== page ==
Given its importance in making and keeping Earth lush, photosynthesis ranks high on the top-10 list of evolutionary milestones. In Science's Origins essay this week, author Mitch Leslie describes how scientists are delving into ancient rocks and poring over DNA sequences to try to piece together how and when organisms first began to harness light’s energy.

Although most modern photosynthesizers make oxygen from water, the earliest solar-powered bacteria relied on different ingredients, perhaps hydrogen sulfide. Over time, the photosynthetic machinery became more sophisticated, eventually leading to the green, well-oxygenated world that surrounds us today. In the lab, some biochemists are recapitulating the chemical steps that led to this increased complexity. Other researchers are locked in debates over just when this transition happened, 2.4 billion years ago or much earlier.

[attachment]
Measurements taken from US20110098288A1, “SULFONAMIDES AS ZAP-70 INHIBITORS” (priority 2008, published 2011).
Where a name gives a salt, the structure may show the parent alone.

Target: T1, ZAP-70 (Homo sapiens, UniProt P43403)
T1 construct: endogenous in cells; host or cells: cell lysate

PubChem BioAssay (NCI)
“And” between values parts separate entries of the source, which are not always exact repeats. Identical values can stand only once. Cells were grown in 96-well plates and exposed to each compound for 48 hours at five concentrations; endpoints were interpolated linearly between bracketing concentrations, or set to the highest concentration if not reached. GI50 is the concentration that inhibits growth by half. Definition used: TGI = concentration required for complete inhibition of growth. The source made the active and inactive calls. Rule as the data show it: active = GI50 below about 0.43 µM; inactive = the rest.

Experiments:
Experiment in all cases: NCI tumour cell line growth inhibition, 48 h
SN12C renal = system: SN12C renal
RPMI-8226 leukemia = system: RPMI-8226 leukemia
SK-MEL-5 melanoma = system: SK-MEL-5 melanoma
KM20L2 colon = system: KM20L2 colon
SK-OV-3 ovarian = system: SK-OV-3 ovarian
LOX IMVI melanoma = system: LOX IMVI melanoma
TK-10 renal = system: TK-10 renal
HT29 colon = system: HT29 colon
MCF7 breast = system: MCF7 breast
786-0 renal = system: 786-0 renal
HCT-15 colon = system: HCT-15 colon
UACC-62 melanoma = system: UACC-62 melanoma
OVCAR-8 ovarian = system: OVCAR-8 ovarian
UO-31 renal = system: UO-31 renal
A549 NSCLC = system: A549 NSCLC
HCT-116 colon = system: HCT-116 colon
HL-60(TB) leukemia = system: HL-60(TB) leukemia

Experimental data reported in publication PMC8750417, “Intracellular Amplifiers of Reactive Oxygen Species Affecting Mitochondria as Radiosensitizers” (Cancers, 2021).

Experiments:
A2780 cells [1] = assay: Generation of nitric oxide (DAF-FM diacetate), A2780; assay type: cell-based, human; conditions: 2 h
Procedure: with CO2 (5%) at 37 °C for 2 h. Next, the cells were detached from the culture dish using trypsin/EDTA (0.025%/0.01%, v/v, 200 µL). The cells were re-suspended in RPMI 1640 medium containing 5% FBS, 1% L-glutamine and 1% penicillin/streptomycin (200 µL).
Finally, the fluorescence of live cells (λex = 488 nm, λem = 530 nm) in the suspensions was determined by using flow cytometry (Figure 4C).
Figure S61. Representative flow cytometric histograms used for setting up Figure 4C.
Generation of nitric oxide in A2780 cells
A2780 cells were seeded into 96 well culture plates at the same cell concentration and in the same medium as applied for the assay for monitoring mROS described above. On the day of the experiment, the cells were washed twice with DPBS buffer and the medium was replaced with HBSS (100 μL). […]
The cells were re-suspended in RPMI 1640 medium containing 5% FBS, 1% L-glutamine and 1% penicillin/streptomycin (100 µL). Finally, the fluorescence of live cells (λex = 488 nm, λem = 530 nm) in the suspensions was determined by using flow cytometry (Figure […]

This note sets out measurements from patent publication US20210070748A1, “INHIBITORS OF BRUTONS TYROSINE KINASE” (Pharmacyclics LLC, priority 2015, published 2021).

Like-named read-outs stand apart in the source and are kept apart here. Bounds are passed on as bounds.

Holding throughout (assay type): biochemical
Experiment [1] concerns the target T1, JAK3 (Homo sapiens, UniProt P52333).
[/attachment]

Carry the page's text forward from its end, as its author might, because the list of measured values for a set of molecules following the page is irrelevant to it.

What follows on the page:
A recent Science essay suggested that symmetrically shaped hand axes are precursors to symbolic behavior because making one requires holding a mental image of the finished product in your head. Origins asked a modern knapper, Steven Goldstein, an undergraduate anthropology major at Stony Brook University in New York state, to describe his thoughts as he created a stone tool.


A hand ax is a teardrop-shaped stone tool that you make by flaking off pieces of stone from both sides or “faces” of a stone, forming a sharp cutting edge. For more than 2 million years, early humans produced various kinds of these cutting tools.

I’ve had a lifelong interest in archaeology, and to better understand the process of making chipped stone tools, I began teaching myself how to replicate them. I started with Oldowan tools and eventually moved up to Neolithic and New World materials. Here’s what I do, and what I think, while I make an Acheulean hand ax, which early humans created about 1 million years ago.